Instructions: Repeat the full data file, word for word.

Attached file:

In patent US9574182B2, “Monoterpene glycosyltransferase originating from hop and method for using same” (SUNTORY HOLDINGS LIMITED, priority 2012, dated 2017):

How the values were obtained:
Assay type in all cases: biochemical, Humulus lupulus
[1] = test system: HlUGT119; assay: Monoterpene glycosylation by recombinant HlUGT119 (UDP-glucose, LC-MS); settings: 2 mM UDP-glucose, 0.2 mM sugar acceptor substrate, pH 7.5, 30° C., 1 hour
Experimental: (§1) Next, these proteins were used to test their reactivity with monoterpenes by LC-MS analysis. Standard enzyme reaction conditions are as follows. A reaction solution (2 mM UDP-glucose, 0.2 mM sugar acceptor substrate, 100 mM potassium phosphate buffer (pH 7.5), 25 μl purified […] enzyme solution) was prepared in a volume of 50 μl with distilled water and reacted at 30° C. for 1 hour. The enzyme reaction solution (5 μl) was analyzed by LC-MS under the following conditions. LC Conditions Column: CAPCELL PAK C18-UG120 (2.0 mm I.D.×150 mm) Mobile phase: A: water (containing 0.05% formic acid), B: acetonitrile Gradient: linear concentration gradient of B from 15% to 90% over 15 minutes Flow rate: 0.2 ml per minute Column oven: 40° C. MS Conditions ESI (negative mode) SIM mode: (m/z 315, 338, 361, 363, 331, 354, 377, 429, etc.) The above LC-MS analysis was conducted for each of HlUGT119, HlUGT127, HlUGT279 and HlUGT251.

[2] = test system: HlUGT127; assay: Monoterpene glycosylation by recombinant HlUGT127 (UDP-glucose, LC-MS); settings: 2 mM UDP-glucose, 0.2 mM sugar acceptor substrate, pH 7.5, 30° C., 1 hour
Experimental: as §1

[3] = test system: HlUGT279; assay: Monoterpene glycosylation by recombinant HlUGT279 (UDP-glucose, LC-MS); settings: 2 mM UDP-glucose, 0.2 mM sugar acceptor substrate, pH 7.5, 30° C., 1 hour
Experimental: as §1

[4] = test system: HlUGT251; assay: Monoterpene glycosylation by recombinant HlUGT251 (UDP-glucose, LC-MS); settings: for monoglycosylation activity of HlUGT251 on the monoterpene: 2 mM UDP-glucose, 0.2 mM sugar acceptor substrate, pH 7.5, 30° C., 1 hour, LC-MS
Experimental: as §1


In patent US9574182B2, “Monoterpene glycosyltransferase originating from hop and method for using same” (SUNTORY HOLDINGS LIMITED, priority 2012, dated 2017):

How the values were obtained:
Assay type in all cases: biochemical, Humulus lupulus
[1] = test system: HlUGT119; assay: Monoterpene glycosylation by recombinant HlUGT119 (UDP-glucose, LC-MS); settings: 2 mM UDP-glucose, 0.2 mM sugar acceptor substrate, pH 7.5, 30° C., 1 hour
Experimental: (§1) Next, these proteins were used to test their reactivity with monoterpenes by LC-MS analysis. Standard enzyme reaction conditions are as follows. A reaction solution (2 mM UDP-glucose, 0.2 mM sugar acceptor substrate, 100 mM potassium phosphate buffer (pH 7.5), 25 μl purified […] enzyme solution) was prepared in a volume of 50 μl with distilled water and reacted at 30° C. for 1 hour. The enzyme reaction solution (5 μl) was analyzed by LC-MS under the following conditions. LC Conditions Column: CAPCELL PAK C18-UG120 (2.0 mm I.D.×150 mm) Mobile phase: A: water (containing 0.05% formic acid), B: acetonitrile Gradient: linear concentration gradient of B from 15% to 90% over 15 minutes Flow rate: 0.2 ml per minute Column oven: 40° C. MS Conditions ESI (negative mode) SIM mode: (m/z 315, 338, 361, 363, 331, 354, 377, 429, etc.) The above LC-MS analysis was conducted for each of HlUGT119, HlUGT127, HlUGT279 and HlUGT251.

[2] = test system: HlUGT127; assay: Monoterpene glycosylation by recombinant HlUGT127 (UDP-glucose, LC-MS); settings: 2 mM UDP-glucose, 0.2 mM sugar acceptor substrate, pH 7.5, 30° C., 1 hour
Experimental: as §1

[3] = test system: HlUGT279; assay: Monoterpene glycosylation by recombinant HlUGT279 (UDP-glucose, LC-MS); settings: 2 mM UDP-glucose, 0.2 mM sugar acceptor substrate, pH 7.5, 30° C., 1 hour
Experimental: as §1

[4] = test system: HlUGT251; assay: Monoterpene glycosylation by recombinant HlUGT251 (UDP-glucose, LC-MS); settings: for monoglycosylation activity of HlUGT251 on the monoterpene: 2 mM UDP-glucose, 0.2 mM sugar acceptor substrate, pH 7.5, 30° C., 1 hour, LC-MS
Experimental: as §1